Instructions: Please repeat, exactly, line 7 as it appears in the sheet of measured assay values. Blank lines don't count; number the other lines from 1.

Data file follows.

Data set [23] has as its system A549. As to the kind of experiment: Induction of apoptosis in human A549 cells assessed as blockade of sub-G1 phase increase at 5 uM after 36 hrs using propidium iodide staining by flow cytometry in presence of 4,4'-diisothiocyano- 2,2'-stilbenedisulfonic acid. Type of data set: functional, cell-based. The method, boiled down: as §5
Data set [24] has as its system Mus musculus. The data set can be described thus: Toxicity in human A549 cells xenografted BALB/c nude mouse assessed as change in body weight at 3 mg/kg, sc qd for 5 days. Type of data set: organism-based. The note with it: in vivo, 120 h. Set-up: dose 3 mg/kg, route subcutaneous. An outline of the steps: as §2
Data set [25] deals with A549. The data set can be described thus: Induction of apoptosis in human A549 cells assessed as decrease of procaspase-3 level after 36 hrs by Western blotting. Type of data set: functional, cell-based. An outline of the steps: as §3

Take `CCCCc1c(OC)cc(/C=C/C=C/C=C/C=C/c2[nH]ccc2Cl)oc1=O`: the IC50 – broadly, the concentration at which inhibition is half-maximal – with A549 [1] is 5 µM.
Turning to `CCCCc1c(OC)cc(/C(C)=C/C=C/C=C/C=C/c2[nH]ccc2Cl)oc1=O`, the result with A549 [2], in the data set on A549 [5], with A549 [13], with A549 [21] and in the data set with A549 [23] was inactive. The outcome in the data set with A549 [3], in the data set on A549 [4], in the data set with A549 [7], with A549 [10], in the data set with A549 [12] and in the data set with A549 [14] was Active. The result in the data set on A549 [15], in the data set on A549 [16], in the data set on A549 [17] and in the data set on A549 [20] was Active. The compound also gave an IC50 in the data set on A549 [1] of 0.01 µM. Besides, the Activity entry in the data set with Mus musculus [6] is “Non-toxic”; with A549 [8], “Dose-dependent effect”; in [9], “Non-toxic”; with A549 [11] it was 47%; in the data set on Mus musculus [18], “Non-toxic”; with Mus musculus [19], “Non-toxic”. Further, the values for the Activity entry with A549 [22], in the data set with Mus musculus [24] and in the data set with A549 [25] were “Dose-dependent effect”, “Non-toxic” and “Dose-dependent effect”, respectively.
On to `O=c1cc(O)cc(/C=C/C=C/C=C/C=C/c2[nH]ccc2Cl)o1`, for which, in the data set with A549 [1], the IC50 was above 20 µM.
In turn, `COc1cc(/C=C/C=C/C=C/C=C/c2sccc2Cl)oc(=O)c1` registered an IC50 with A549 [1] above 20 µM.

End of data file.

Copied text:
In turn, `COc1cc(/C=C/C=C/C=C/C=C/c2sccc2Cl)oc(=O)c1` registered an IC50 with A549 [1] above 20 µM.